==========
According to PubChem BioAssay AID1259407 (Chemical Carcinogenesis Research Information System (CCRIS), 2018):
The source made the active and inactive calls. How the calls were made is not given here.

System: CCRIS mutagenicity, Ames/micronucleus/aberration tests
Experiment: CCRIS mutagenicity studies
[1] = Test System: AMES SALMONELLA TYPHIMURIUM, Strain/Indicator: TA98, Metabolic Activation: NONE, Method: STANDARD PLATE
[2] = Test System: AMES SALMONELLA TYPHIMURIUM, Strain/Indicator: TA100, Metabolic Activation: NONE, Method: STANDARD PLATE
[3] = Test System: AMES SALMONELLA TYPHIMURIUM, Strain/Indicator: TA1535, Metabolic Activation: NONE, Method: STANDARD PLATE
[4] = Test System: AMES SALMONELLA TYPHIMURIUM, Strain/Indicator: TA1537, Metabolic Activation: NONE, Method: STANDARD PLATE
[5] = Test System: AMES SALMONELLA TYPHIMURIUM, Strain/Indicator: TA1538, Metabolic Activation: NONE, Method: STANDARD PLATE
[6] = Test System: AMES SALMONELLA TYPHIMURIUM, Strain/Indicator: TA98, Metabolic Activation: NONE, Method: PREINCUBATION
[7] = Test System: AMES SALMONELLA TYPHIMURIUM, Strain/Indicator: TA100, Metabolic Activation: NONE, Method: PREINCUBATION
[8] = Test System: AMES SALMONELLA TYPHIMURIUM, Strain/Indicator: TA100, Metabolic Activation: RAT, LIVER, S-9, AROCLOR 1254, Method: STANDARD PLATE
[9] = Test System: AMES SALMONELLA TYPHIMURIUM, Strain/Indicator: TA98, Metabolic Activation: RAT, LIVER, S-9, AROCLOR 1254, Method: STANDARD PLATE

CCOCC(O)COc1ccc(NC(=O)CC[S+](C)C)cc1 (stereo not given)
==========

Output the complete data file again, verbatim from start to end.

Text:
According to PubChem BioAssay AID1259407 (Chemical Carcinogenesis Research Information System (CCRIS), 2018):
The source made the active and inactive calls. How the calls were made is not given here.

System: CCRIS mutagenicity, Ames/micronucleus/aberration tests
Experiment: CCRIS mutagenicity studies
[1] = Test System: AMES SALMONELLA TYPHIMURIUM, Strain/Indicator: TA98, Metabolic Activation: NONE, Method: STANDARD PLATE
[2] = Test System: AMES SALMONELLA TYPHIMURIUM, Strain/Indicator: TA100, Metabolic Activation: NONE, Method: STANDARD PLATE
[3] = Test System: AMES SALMONELLA TYPHIMURIUM, Strain/Indicator: TA1535, Metabolic Activation: NONE, Method: STANDARD PLATE
[4] = Test System: AMES SALMONELLA TYPHIMURIUM, Strain/Indicator: TA1537, Metabolic Activation: NONE, Method: STANDARD PLATE
[5] = Test System: AMES SALMONELLA TYPHIMURIUM, Strain/Indicator: TA1538, Metabolic Activation: NONE, Method: STANDARD PLATE
[6] = Test System: AMES SALMONELLA TYPHIMURIUM, Strain/Indicator: TA98, Metabolic Activation: NONE, Method: PREINCUBATION
[7] = Test System: AMES SALMONELLA TYPHIMURIUM, Strain/Indicator: TA100, Metabolic Activation: NONE, Method: PREINCUBATION
[8] = Test System: AMES SALMONELLA TYPHIMURIUM, Strain/Indicator: TA100, Metabolic Activation: RAT, LIVER, S-9, AROCLOR 1254, Method: STANDARD PLATE
[9] = Test System: AMES SALMONELLA TYPHIMURIUM, Strain/Indicator: TA98, Metabolic Activation: RAT, LIVER, S-9, AROCLOR 1254, Method: STANDARD PLATE

CCOCC(O)COc1ccc(NC(=O)CC[S+](C)C)cc1 (stereo not given)